France are sent home by Kadlec

France 0 Czech Republic 0 Czech Republic win 6-5 on penalties after extra time

Football's coming home, they say, and so are France. After a semi-final largely bereft of incident, let alone goals or guile, the Czech Republic advanced dramatically to Sunday's final at Wembley when their sweeper and captain, Miroslav Kadlec, dispatched the 12th kick of a penalty shoot- out beyond Bernard Lama.

Kadlec had emerged somewhat sheepishly from a huddle of red-shirted players after his goalkeeper, Petr Kouba, spoilt a sequence of 10 successful spot- kicks by keeping out Reynald Pedros' drive with his legs. His nerveless shot set off wild celebrations among the 500 Czech supporters and ensured a night of partying in Prague.

The standard of free-kicks at Euro 96 may have been dismal, but with the exception of Gary McAllister and Clarence Seedorf, the penalties have been sweetly struck and cunningly placed. Kadlec was not about to break ranks.

Yet the Czechs arrived in England as 66-1 outsiders, with only Scotland and Turkey below them in the betting. Now, having been Italy's assassins in the so-called group of death, and finished off Portugal and France, they are within one more giant-killing of emulating Denmark's unexpected triumph four years ago.

Amid all the talk of 1966 revisited, the fact that the Czechs have an anniversary of their own from which to draw inspiration was overlooked. In 1976, the former Czechoslovakia beat West Germany in the final, also on penalties. For the weary-looking French, who had harboured hopes of repeating their own success of 12 years ago, visiting Eric Cantona's theatre of dreams brought only a nightmare.

They could have few complaints. The match had brought two countries to a standstill, and all too often it seemed both teams were downing tools in solidarity. For whatever reason - tiredness, or tension, or perhaps a combination of the two - both sides appeared content with the soporific stalemate.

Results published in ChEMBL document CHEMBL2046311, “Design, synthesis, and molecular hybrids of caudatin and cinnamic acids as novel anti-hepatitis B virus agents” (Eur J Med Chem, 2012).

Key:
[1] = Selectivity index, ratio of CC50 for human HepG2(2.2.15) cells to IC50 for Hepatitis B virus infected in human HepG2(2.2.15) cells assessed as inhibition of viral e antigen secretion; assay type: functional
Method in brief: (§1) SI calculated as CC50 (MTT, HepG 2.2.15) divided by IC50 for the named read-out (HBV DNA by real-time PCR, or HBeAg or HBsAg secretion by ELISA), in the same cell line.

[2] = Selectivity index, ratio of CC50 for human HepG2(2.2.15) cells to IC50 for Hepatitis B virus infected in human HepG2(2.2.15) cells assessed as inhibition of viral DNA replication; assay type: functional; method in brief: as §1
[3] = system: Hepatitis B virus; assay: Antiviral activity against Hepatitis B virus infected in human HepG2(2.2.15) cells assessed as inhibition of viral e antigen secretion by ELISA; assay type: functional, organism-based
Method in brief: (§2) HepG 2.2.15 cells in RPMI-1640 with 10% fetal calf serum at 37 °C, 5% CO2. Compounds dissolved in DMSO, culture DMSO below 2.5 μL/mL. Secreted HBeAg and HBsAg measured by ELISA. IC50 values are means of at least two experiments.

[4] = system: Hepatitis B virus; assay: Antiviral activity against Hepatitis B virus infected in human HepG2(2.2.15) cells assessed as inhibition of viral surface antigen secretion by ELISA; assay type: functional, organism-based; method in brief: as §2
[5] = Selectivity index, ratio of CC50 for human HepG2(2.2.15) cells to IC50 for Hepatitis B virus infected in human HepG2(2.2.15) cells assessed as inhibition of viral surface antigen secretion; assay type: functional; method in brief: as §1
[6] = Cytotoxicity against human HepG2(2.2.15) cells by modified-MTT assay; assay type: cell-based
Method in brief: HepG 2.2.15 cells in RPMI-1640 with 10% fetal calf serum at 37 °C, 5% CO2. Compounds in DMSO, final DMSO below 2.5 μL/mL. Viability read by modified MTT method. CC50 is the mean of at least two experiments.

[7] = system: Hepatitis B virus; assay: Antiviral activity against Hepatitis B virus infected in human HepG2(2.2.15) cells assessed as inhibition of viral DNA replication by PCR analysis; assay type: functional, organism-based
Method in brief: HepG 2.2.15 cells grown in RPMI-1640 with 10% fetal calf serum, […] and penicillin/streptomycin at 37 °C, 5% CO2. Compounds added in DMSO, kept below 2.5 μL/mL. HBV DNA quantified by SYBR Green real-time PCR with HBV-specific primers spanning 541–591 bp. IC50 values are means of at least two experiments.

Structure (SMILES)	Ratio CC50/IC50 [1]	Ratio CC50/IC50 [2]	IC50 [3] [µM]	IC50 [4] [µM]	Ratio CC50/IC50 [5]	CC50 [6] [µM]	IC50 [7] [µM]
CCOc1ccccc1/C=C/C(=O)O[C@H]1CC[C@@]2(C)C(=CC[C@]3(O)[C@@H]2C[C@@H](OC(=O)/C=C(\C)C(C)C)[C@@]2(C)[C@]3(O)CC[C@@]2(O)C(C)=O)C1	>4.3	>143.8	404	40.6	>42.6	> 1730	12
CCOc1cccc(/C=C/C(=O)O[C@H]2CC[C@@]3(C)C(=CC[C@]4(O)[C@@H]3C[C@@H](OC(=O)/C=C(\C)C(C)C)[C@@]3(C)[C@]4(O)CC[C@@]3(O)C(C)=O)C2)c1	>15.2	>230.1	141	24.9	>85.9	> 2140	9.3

The Czechs had some excuse. Suspension deprived Dusan Uhrin of four first- choice players, who will all be available for the final, while a fifth, Patrik Berger, started on the bench after illness. France, who lost Didier Deschamps to a calf injury, switched Marcel Desailly out of defence to cover and initially used Youri Djorkaeff as an orthodox striker.

Although Aime Jacquet's men were more positive, and had more of the game territorially, that seldom equated with entertainment. Lama did not make a save until the 54th minute; Kouba was not properly tested until four minutes into extra time. Forty minutes had passed before a shot by Desailly stirred the crowd from their stupor. Only 20 seconds of the first half remained when France won the first corner. Indeed, for much of the opening period interest centred - by default - on the referee's performance.

Les Mottram was that rare species, a Scotsman involved in the later stages of a major tournament. Despite cautioning Lilian Thuram after what looked an accidental clash of heads with Vladimir Smicer, the Lanarkshire science teacher exuded a calm authority.

Smicer did not reappear after half time, which may have perturbed the lady he was due to marry in Prague tomorrow, but had the effect of bringing Berger into the fray. His first act was to ghost between Desailly and Thuram, a sign that at least one Czech was not playing for penalties. There followed a 10-minute spell of tit-for-tat efforts on target, out of keeping with what had gone before. No one came closer than Djorkaeff, whose drive smacked the crossbar in the 61st minute.

Following the departure of their lone striker, Radek Drulak, the Czechs massed behind the ball. Paradoxically, with Berger and Karel Poborsky running at France from deep positions, it hardly mattered, and they had the better of extra time until the final, tantalising moments.

With two minutes to play, Laurent Blanc poked wide from Djorkaeff's free- kick when unmarked five yards out. Almost immediately, Pedros fell under Martin Kotulek's challenge, but Mr Mottram was perfectly placed to make the correct decision. For poor Pedros, there was worse to come.

FRANCE (4-4-2): Lama (Paris St-Germain); Thuram (Monoco), Blanc (Barcelona), Roche (Paris St-Germain), Lizarazu (Bordeaux); Lamouchi (Auxerre), Zidane (Bordeaux), Desailly (Milan), Guerin (Paris St-Germain); Djorkaeff, Loko (both Paris St-Germain). Substitutes: Pedros (Nantes) for Lamouchi, 62; Angloma (Torino) for Thuram, 83.

CZECH REPUBLIC (1-2-4-2-1): Kouba (Sparta Prague); Kadlec (Kaiserslautern); Hornak (Sparta Prague), Rada (Sigma Olomouc); Nedved (Sparta Prague), Nemecek (Servette), Nemec (Schalke 04), Novotny (Slavia Prague); Poborsky, Smicer (both Slavia Prague); Drulak (Petra Drnovice). Substitutes: Berger (Borussia Dortmund) for Smicer, h-t; Kotulek (Sigma Olomouc) for Drulak, 70; Kubik (Petra Drnovice) for Nemec, 84.

Referee: L Mottram (Scotland).

Bookings: France: Thuram, Roche. Czech Republic: Nedved, Nemecek, Kubik.

Man of the match: Nedved. Attendance: 43,877.

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